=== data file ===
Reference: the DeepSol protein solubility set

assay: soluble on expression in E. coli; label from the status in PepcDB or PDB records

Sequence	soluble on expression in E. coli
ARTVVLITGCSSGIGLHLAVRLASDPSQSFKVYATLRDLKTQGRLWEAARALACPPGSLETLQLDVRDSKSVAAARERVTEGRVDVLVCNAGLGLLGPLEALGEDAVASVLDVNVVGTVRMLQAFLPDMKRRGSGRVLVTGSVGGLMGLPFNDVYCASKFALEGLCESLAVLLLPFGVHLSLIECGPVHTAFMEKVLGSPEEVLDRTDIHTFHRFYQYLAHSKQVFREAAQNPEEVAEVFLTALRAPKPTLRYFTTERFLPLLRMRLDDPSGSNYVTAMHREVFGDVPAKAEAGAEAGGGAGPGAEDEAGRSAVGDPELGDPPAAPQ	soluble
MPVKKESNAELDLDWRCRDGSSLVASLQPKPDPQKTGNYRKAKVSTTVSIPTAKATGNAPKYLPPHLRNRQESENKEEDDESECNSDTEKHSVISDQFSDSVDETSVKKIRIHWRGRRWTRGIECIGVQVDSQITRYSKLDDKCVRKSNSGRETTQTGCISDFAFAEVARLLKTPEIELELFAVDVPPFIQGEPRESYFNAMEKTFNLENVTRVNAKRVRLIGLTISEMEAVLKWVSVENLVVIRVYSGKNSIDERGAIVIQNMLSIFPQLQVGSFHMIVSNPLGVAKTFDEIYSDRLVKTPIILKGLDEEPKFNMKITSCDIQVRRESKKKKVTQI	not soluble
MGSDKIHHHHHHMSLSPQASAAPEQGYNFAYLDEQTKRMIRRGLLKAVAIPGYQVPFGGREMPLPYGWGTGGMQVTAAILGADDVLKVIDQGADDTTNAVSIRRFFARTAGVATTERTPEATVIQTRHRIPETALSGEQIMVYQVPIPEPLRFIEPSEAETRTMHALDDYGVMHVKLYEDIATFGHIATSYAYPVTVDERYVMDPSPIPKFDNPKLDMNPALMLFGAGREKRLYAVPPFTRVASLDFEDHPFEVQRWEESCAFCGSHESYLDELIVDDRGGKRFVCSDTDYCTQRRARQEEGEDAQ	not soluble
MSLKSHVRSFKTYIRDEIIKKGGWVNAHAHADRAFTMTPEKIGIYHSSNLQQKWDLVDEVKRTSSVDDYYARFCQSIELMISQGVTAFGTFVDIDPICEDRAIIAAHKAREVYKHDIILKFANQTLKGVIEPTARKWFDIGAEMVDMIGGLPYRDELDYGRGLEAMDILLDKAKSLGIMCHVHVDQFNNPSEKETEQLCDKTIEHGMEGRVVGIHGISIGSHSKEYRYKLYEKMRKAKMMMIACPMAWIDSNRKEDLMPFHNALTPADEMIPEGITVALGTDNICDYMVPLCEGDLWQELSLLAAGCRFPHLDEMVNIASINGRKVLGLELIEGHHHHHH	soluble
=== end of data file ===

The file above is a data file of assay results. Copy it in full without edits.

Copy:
Reference: the DeepSol protein solubility set

assay: soluble on expression in E. coli; label from the status in PepcDB or PDB records

Sequence	soluble on expression in E. coli
ARTVVLITGCSSGIGLHLAVRLASDPSQSFKVYATLRDLKTQGRLWEAARALACPPGSLETLQLDVRDSKSVAAARERVTEGRVDVLVCNAGLGLLGPLEALGEDAVASVLDVNVVGTVRMLQAFLPDMKRRGSGRVLVTGSVGGLMGLPFNDVYCASKFALEGLCESLAVLLLPFGVHLSLIECGPVHTAFMEKVLGSPEEVLDRTDIHTFHRFYQYLAHSKQVFREAAQNPEEVAEVFLTALRAPKPTLRYFTTERFLPLLRMRLDDPSGSNYVTAMHREVFGDVPAKAEAGAEAGGGAGPGAEDEAGRSAVGDPELGDPPAAPQ	soluble
MPVKKESNAELDLDWRCRDGSSLVASLQPKPDPQKTGNYRKAKVSTTVSIPTAKATGNAPKYLPPHLRNRQESENKEEDDESECNSDTEKHSVISDQFSDSVDETSVKKIRIHWRGRRWTRGIECIGVQVDSQITRYSKLDDKCVRKSNSGRETTQTGCISDFAFAEVARLLKTPEIELELFAVDVPPFIQGEPRESYFNAMEKTFNLENVTRVNAKRVRLIGLTISEMEAVLKWVSVENLVVIRVYSGKNSIDERGAIVIQNMLSIFPQLQVGSFHMIVSNPLGVAKTFDEIYSDRLVKTPIILKGLDEEPKFNMKITSCDIQVRRESKKKKVTQI	not soluble
MGSDKIHHHHHHMSLSPQASAAPEQGYNFAYLDEQTKRMIRRGLLKAVAIPGYQVPFGGREMPLPYGWGTGGMQVTAAILGADDVLKVIDQGADDTTNAVSIRRFFARTAGVATTERTPEATVIQTRHRIPETALSGEQIMVYQVPIPEPLRFIEPSEAETRTMHALDDYGVMHVKLYEDIATFGHIATSYAYPVTVDERYVMDPSPIPKFDNPKLDMNPALMLFGAGREKRLYAVPPFTRVASLDFEDHPFEVQRWEESCAFCGSHESYLDELIVDDRGGKRFVCSDTDYCTQRRARQEEGEDAQ	not soluble
MSLKSHVRSFKTYIRDEIIKKGGWVNAHAHADRAFTMTPEKIGIYHSSNLQQKWDLVDEVKRTSSVDDYYARFCQSIELMISQGVTAFGTFVDIDPICEDRAIIAAHKAREVYKHDIILKFANQTLKGVIEPTARKWFDIGAEMVDMIGGLPYRDELDYGRGLEAMDILLDKAKSLGIMCHVHVDQFNNPSEKETEQLCDKTIEHGMEGRVVGIHGISIGSHSKEYRYKLYEKMRKAKMMMIACPMAWIDSNRKEDLMPFHNALTPADEMIPEGITVALGTDNICDYMVPLCEGDLWQELSLLAAGCRFPHLDEMVNIASINGRKVLGLELIEGHHHHHH	soluble